Commentary

105 Council Directive (EC) 2001/84 on the resale right for the benefit of the author of an original work of art

ENTERTAINMENT AND MEDIA vol 15(1) commentary, music industry documentation
| Commentary

105 Council Directive (EC) 2001/84 on the resale right for the benefit of the author of an original work of art

| Commentary

105 Council Directive (EC) 2001/84 on the resale right for the benefit of the author of an original work of art

The plight of the family of French painter Jean-François Millet whose famed 1858 work Angélus was sold for 800,000 gold francs whilst they lived in poverty inspired the introduction in the early twentieth century of a droit de suite into French law which provided for artists and their heirs to receive a percentage of the proceeds of the re-sale of their works. The right spread into the laws of other continental jurisdictions to the extent that by 2001 only four European Union member states, Austria, Ireland, the Netherlands and the United Kingdom, had failed to implement similar provisions in their laws, which the European Parliament and the Council of the European Union proposed harmonising pursuant to the Directive.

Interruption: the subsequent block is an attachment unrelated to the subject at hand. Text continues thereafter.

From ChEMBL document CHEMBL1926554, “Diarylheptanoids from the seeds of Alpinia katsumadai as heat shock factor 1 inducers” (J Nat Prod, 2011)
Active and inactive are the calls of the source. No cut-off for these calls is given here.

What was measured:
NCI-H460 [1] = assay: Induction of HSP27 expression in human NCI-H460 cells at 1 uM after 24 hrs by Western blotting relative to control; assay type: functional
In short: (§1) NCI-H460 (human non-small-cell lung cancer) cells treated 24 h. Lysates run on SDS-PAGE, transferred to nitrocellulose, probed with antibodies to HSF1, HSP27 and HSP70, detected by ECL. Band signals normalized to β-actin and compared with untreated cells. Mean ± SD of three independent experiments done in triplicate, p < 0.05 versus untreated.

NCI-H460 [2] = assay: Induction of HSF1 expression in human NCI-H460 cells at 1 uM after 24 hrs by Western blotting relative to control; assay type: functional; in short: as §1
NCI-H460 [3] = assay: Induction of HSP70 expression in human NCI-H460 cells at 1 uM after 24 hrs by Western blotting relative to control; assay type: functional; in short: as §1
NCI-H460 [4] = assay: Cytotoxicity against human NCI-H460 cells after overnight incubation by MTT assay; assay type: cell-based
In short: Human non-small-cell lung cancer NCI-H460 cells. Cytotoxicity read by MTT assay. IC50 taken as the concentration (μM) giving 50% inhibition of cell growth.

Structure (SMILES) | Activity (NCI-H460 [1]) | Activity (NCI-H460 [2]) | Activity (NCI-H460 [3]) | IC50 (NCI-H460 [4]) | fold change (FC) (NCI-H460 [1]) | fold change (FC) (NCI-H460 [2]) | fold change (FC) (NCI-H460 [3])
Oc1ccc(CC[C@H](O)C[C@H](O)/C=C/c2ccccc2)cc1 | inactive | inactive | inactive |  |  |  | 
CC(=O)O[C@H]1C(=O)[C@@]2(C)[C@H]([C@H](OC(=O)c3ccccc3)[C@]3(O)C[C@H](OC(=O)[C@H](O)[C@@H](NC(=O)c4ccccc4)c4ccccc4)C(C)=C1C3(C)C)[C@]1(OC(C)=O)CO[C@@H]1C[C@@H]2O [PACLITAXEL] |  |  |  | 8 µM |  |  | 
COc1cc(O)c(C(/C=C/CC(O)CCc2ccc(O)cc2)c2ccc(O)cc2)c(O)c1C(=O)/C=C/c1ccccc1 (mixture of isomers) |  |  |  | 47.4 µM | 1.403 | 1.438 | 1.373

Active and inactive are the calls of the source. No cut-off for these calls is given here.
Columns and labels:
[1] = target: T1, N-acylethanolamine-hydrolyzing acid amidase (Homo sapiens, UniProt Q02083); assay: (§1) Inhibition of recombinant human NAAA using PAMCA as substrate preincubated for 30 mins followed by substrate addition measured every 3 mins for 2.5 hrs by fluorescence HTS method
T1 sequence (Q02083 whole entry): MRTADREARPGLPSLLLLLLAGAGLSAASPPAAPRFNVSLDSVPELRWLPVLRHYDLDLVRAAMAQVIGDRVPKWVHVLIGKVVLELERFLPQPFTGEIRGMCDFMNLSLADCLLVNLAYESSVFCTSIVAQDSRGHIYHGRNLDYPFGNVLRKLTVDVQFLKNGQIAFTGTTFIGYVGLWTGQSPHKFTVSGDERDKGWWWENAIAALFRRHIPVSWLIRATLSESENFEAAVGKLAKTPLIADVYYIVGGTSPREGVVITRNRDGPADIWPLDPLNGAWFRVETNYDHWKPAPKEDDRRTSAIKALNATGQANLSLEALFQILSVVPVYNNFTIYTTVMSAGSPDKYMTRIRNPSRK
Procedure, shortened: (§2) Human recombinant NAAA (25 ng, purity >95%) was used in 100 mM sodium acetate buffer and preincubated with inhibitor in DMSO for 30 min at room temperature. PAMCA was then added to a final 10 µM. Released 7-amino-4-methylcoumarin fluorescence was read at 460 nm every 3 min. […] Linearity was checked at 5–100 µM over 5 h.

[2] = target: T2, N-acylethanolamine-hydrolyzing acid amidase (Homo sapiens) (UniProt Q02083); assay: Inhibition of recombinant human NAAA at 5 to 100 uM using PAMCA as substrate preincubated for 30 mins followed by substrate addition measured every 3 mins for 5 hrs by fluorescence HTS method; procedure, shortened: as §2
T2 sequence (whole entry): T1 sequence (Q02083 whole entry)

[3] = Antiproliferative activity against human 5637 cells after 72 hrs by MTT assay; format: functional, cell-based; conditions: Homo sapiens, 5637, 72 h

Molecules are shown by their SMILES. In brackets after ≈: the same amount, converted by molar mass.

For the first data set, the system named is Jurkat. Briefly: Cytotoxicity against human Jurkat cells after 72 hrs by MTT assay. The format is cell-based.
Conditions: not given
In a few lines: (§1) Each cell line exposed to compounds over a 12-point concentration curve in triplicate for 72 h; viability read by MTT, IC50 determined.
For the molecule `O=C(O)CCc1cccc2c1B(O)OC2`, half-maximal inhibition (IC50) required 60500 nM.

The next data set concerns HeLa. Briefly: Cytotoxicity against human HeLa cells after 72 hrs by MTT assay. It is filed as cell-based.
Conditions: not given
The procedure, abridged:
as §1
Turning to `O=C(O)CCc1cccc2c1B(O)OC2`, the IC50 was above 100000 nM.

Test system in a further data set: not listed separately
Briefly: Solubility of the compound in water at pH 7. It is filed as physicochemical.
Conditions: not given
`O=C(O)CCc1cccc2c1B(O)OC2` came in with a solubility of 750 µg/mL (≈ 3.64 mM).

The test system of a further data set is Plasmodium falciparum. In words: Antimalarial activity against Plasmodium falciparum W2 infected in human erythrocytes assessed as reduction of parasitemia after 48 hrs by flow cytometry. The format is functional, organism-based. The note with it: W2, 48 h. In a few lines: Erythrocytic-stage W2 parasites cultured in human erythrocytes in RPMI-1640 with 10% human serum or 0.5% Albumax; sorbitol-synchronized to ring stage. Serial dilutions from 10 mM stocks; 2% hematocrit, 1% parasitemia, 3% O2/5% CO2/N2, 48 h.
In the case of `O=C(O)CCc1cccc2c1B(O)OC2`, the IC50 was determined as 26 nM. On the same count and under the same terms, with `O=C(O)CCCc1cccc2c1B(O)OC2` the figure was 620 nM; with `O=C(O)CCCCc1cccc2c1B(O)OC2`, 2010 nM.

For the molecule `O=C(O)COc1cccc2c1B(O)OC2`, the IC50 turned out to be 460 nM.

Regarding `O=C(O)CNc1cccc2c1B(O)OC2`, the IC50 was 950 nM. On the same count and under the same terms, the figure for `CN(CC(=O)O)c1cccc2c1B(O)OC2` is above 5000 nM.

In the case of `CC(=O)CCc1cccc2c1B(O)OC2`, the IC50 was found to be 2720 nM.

Unlike the other European Union directives relating to copyright works, the Artist’s Resale Right Directive was not implemented by means of making amendments to UK copyright legislation effected through secondary legislation in the form of regulations. The secondary legislation regulations implementing the Artist’s Resale Right Directive provide a new United Kingdom right

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